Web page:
June 27, 2024
Re-registered domains, spam, and SEO
Re-registered domains, spam, and SEO

Google has recently announced some changes to their search and prioritisation algorithms, intended to tackle the problem of ‘spammy, low-quality content’ in search results. Of particular interest are the improvements to the process of handling ‘expired domain abuse’ – in particular, the addition of options to their spam reporting tool – in response to the previous practice of infringers purchasing expired domains and posting new spam content.

The reasons for repurposing domains can include taking advantage of the higher level of trust associated with the content previously present on the site, to boost the search ranking of the new material[1],[2],[3],[4],[5]. This spam content can take a number of forms, including adult or gambling-related material, or blog-style sites promoting third-party content. The use of the practice to promote sites offering the sale of counterfeit goods has also been noted[6],[7]. This issue also presents the possibility for increasing the effectiveness of more egregious types of abuse, such as explicit brand impersonation.

As a simple case study into the potential scale of the issue, we have looked at instances of re-registered domains across the .app, .biz and .blog TLDs. These specific extensions were selected due to the fact that they are ‘mid-sized’, popular TLDs[8] with low-cost, low-restriction registration options, which are generally ‘well-trusted’ by general Internet users[9],[10], but (paradoxically) also include one example (.app) which has previously been noted as being particularly prone to infringement and abuse[11].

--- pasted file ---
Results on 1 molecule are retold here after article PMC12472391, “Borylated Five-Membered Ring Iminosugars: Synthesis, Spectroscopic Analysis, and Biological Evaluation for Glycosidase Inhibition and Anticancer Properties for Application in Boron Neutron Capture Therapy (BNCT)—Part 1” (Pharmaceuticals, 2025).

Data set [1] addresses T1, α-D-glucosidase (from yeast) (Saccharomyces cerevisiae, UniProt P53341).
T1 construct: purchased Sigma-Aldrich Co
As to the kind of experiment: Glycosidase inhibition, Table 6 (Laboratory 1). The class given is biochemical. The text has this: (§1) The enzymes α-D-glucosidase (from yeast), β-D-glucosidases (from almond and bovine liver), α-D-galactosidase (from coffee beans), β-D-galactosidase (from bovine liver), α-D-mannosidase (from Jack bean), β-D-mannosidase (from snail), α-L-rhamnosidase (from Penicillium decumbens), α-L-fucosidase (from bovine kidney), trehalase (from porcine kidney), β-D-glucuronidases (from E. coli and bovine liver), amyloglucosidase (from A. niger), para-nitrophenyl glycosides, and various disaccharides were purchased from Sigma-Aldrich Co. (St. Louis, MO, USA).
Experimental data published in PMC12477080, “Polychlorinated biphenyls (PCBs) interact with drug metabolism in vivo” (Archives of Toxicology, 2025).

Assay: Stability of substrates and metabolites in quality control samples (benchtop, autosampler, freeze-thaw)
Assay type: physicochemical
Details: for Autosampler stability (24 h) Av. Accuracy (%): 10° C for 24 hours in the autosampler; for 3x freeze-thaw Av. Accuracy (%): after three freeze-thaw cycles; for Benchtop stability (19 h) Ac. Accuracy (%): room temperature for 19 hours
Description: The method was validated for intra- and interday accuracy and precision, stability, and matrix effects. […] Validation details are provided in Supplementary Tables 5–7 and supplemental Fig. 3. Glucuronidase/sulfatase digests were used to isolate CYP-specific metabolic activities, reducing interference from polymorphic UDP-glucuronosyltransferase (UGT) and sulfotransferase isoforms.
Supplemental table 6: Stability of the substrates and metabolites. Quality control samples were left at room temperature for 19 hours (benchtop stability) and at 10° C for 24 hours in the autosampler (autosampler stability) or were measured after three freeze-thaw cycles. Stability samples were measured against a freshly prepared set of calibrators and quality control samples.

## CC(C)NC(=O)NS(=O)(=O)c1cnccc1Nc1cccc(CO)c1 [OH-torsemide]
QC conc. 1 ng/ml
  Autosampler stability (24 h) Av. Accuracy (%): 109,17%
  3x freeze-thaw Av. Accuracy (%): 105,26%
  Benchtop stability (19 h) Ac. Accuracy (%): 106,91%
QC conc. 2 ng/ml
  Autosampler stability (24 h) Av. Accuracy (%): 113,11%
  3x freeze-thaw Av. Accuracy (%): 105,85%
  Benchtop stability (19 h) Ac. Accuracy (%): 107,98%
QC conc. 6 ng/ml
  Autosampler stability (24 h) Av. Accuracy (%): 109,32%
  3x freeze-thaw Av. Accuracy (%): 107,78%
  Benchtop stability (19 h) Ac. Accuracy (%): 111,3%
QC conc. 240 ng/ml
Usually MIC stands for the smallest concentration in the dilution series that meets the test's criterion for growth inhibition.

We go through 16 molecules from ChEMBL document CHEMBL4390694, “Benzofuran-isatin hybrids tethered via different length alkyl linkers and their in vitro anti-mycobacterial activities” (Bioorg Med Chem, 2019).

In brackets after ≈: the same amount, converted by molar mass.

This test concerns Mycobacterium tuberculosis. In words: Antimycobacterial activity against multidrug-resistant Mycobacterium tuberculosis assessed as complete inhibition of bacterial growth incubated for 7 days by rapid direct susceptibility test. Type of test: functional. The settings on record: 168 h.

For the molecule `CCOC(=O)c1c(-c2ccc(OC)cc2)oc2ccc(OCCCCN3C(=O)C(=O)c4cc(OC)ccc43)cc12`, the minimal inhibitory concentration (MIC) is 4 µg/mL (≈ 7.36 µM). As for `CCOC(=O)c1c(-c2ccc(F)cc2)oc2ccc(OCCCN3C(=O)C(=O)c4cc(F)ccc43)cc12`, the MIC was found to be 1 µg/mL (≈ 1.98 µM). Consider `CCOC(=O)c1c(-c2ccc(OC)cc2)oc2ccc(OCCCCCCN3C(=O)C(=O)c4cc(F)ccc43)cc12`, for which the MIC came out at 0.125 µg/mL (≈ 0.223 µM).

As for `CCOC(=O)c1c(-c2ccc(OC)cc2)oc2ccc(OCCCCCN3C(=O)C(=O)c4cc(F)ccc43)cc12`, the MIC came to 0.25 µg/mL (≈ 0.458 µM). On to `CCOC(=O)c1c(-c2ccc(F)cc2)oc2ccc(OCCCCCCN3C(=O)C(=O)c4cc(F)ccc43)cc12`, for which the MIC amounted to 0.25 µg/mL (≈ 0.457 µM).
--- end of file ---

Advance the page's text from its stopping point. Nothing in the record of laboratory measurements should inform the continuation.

In order to carry out the analysis, we consider the set of those domains which were registered between the 3rd and the 10th June 2024, based on a comparison of zone files. Of these, we then consider the subset which had also previously been actively registered as of Q3 2023 (i.e. instances of re-registrations). The statistics for these are shown in Table 1.



Registered domains

New registrations

(last 7 days)















Table 1: Numbers of registered domains (total as of the 10th June 2024), new registrations, and re-registrations for the three TLDs


Of the re-registrations, we then consider those which resolve to live sites (also as of the 10th June 2024). These are associated with a range of content types, including large numbers resolving just to placeholder or error pages, sites featuring pay-per-click (PPC) links, or pages offering the domains for sale. However, for the analysis, we focus on the subset resolving to ‘spammy’ content. This determination is – of course – somewhat subjective, but essentially considers material which appears non-legitimate and/or appears to be unrelated to the name of the domain in question. The ‘hit-rate’ for re-registrations featuring spam content was greatest for .biz (58 identified examples, compared with 5 for .blog, and 4 for .app). It is also worth noting that – particularly for .app – significant numbers of the re-registrations had actually gone dead again by the time of analysis. Many of these featured long, pseudo-random domain names and may be associated with automated registrations used for malicious or infringing purposes[12].